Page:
ERIC Identifier: ED390779
Publication Date: 1995-10-00
Author: Leming, Robert S.
Source: ERIC Clearinghouse for
Social Studies/Social Science Education Bloomington IN., Adjunct ERIC
Clearinghouse for Law-Related Education Bloomington IN., American Bar
Association Chicago IL. National Law-Related Education Resource Center.
Essentials of Law-Related Education. ERIC Digest.
ESSENTIALS OF LAW-RELATED EDUCATION: A GUIDE FOR PRACTITIONERS AND
POLICYMAKERS is a statement of the goals and content of law-related education
(LRE). Developed by the American Bar Association's Special Committee on Youth
Education for Citizenship in 1995, ESSENTIALS OF LAW-RELATED EDUCATION
concentrates on four areas: (1) subject matter and concepts; (2) instructional
strategies and contexts; (3) skills; and (4) attitudes, beliefs, and values.
Together, they provide K-12 students with active learning experiences that
enhance their ability to explore rights and responsibilities under the law,
confront and resolve disputes, and discuss and analyze public issues. This
digest summarizes the original ESSENTIALS document.
LRE has been defined as "education to equip nonlawyers with knowledge and
skills pertaining to the law, the legal process, and the legal system, and the
fundamental principles and values on which these are based" (Law-Related
Education Act of 1978). LRE is typically understood to foster the knowledge,
skills, and values that students need to function effectively in our
pluralistic, democratic society based on the rule of law. Law-related educators
strive to develop the active citizens our society requires: those who can
understand, live in, and contribute positively to the civic communities to which
Law saturates our lives irrespective of age or setting. Consequently, LRE
focuses on real issues that affect real people in real situations. Through LRE,
educators seek to elucidate essential concepts--including law, power, justice,
liberty, and equality--fundamental to our constitutional democracy and to the
structure and functioning of other societies. LRE enables educators to teach how
the law and legal issues are essential to the functioning of politics, culture,
and society. In so doing, it explores how the law affects students and how they,
in turn, can affect the law. LRE strives to illuminate the substantive and
procedural values underlying our legal system, fostering the formation of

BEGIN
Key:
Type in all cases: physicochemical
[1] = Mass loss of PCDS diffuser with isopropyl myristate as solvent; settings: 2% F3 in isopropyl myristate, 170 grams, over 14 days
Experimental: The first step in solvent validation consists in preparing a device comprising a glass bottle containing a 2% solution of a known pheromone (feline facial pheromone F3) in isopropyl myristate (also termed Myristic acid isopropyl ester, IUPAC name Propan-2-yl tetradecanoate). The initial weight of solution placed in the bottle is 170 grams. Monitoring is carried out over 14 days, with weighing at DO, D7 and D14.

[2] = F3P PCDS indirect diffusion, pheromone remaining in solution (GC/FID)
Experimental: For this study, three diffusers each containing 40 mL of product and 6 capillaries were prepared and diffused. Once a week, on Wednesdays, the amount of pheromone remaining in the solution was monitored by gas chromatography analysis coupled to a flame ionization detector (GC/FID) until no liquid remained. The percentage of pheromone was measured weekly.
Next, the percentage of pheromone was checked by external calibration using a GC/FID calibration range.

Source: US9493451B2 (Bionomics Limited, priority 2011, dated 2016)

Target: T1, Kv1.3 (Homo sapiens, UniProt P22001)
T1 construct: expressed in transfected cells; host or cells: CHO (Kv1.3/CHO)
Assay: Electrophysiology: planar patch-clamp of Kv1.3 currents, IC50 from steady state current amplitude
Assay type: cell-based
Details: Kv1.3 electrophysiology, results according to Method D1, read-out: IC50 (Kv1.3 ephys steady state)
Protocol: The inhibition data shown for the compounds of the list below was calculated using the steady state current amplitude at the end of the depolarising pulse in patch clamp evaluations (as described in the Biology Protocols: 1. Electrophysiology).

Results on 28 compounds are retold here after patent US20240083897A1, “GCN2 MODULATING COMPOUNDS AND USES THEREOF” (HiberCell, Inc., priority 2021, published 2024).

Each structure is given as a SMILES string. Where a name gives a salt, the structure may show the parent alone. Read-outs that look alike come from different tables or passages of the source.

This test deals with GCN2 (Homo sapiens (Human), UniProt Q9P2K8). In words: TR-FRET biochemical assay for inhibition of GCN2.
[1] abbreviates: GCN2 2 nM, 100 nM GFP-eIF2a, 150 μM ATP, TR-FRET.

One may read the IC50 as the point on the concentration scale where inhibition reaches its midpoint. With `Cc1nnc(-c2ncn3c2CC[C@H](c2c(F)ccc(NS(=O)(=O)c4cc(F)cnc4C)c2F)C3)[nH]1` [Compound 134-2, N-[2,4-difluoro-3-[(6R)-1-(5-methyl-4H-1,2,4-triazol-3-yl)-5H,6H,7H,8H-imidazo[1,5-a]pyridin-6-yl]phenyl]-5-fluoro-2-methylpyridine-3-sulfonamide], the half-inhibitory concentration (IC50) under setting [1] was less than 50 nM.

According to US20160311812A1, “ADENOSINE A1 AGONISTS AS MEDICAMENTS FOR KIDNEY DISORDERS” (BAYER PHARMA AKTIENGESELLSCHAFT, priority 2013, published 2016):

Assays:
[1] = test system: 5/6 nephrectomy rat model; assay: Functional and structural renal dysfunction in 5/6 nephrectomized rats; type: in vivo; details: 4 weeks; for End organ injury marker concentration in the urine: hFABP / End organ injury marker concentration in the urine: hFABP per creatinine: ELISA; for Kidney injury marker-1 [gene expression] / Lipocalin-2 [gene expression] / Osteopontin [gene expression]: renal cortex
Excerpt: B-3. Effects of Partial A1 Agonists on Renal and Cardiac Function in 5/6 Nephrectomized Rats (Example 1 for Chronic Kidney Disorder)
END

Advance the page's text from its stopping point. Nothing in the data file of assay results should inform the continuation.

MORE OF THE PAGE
beliefs and attitudes that support such values.
WHAT SUBJECT MATTER IS ESSENTIAL?
Concepts central to LRE
include law, justice, power, equality, property, and liberty. Through LRE,
teachers can teach what abstract concepts such as "liberty" actually mean
through examination of specific contexts and practices. For example, they can
help students understand "liberty" by giving them opportunities to learn about
liberties guaranteed under the U.S. Constitution. With that knowledge, students
can become aware that such liberties can still be the source for continuing
controversies in contemporary society, such as when individual liberties
conflict with majority values or public policy priorities.
The relationship between citizen and society is essential to LRE, which
should illustrate significant connections between students and larger
communities, such as town, nation, and world. Some law-related educators might
focus primarily on law that affects the daily lives of all people, including
criminal and civil law. Others might concentrate on fundamental legal concepts
and principles, including their origins, evolution, and contemporary influence
and impact. Still others might stress the application of LRE principles and
skills in specific real-world situations, both personal and civic. LRE
instruction should recognize that government use of power and authority can
bring both order and the risk of abuse. Law-related educators might help
students understand that the Constitution limits governmental power by
separating, and sharing it. Educators might also ask students to ponder the
relationship between power and law, considering such topics as civil
disobedience, conscientious objection, capital punishment, and victimless
LRE emphasizes the role of due process of law as essential to justice in our
system of governance. Teachers might focus on justice through civil, criminal,
and juvenile law, or through such topics as mercy killing or cruel and unusual
punishment. In dealing with equality, teachers might have students study issues
of racial or gender discrimination, voting rights, or affirmative action. In so
doing, students will be able to reflect on the difference between equal
opportunity as a constitutional ideal and as a day-to-day reality.
HOW AND WHERE SHOULD LRE BE TAUGHT?
should require students to participate actively in their own learning. For
instance, by using role play in the classroom, teachers can encourage students
to voice diverse opinions about legal issues. By having students compare and
contrast several court decisions on one issue, teachers can encourage students
to address judicial decisions in historical context, assess the role of
precedent, and comprehend the nature of historical and social change. In helping
students stage mock trials, teachers can enable students to experience the
The classroom that best fosters LRE is student focused. The ideal LRE
classroom acts as a forum where students can freely discuss conflicting ideas.